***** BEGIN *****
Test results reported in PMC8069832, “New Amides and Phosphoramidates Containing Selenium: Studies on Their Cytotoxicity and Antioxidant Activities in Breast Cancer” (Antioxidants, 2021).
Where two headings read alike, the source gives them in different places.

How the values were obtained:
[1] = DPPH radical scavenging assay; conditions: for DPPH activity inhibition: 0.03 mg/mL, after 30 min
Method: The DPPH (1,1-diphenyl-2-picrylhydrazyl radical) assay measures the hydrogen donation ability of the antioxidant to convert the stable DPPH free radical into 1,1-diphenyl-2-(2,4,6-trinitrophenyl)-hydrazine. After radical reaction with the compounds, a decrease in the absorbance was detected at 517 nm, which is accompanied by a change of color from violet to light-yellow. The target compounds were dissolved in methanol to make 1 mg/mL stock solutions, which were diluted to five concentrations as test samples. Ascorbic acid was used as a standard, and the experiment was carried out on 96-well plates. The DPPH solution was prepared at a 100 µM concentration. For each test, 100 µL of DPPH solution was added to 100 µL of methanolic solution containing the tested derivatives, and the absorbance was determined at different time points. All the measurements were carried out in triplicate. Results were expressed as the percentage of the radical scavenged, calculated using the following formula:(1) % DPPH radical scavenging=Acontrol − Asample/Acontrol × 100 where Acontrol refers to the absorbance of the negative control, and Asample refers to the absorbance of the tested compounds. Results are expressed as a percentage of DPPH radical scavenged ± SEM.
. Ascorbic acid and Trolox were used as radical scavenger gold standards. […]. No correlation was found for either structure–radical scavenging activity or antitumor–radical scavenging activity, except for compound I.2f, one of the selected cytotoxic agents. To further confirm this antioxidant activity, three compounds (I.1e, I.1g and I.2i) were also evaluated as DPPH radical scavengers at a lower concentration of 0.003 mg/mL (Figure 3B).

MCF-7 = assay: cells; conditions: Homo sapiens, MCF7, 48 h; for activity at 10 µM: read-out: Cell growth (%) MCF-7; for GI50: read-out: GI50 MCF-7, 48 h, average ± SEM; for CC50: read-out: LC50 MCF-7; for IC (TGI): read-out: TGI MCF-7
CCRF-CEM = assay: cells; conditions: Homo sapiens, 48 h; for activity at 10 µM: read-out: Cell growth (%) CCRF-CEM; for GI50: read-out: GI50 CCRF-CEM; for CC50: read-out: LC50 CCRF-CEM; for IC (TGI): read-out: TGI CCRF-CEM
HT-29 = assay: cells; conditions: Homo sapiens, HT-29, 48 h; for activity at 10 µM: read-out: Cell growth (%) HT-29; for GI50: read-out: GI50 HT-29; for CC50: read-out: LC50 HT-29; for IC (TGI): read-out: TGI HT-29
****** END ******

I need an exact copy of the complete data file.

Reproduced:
Test results reported in PMC8069832, “New Amides and Phosphoramidates Containing Selenium: Studies on Their Cytotoxicity and Antioxidant Activities in Breast Cancer” (Antioxidants, 2021).
Where two headings read alike, the source gives them in different places.

How the values were obtained:
[1] = DPPH radical scavenging assay; conditions: for DPPH activity inhibition: 0.03 mg/mL, after 30 min
Method: The DPPH (1,1-diphenyl-2-picrylhydrazyl radical) assay measures the hydrogen donation ability of the antioxidant to convert the stable DPPH free radical into 1,1-diphenyl-2-(2,4,6-trinitrophenyl)-hydrazine. After radical reaction with the compounds, a decrease in the absorbance was detected at 517 nm, which is accompanied by a change of color from violet to light-yellow. The target compounds were dissolved in methanol to make 1 mg/mL stock solutions, which were diluted to five concentrations as test samples. Ascorbic acid was used as a standard, and the experiment was carried out on 96-well plates. The DPPH solution was prepared at a 100 µM concentration. For each test, 100 µL of DPPH solution was added to 100 µL of methanolic solution containing the tested derivatives, and the absorbance was determined at different time points. All the measurements were carried out in triplicate. Results were expressed as the percentage of the radical scavenged, calculated using the following formula:(1) % DPPH radical scavenging=Acontrol − Asample/Acontrol × 100 where Acontrol refers to the absorbance of the negative control, and Asample refers to the absorbance of the tested compounds. Results are expressed as a percentage of DPPH radical scavenged ± SEM.
. Ascorbic acid and Trolox were used as radical scavenger gold standards. […]. No correlation was found for either structure–radical scavenging activity or antitumor–radical scavenging activity, except for compound I.2f, one of the selected cytotoxic agents. To further confirm this antioxidant activity, three compounds (I.1e, I.1g and I.2i) were also evaluated as DPPH radical scavengers at a lower concentration of 0.003 mg/mL (Figure 3B).

MCF-7 = assay: cells; conditions: Homo sapiens, MCF7, 48 h; for activity at 10 µM: read-out: Cell growth (%) MCF-7; for GI50: read-out: GI50 MCF-7, 48 h, average ± SEM; for CC50: read-out: LC50 MCF-7; for IC (TGI): read-out: TGI MCF-7
CCRF-CEM = assay: cells; conditions: Homo sapiens, 48 h; for activity at 10 µM: read-out: Cell growth (%) CCRF-CEM; for GI50: read-out: GI50 CCRF-CEM; for CC50: read-out: LC50 CCRF-CEM; for IC (TGI): read-out: TGI CCRF-CEM
HT-29 = assay: cells; conditions: Homo sapiens, HT-29, 48 h; for activity at 10 µM: read-out: Cell growth (%) HT-29; for GI50: read-out: GI50 HT-29; for CC50: read-out: LC50 HT-29; for IC (TGI): read-out: TGI HT-29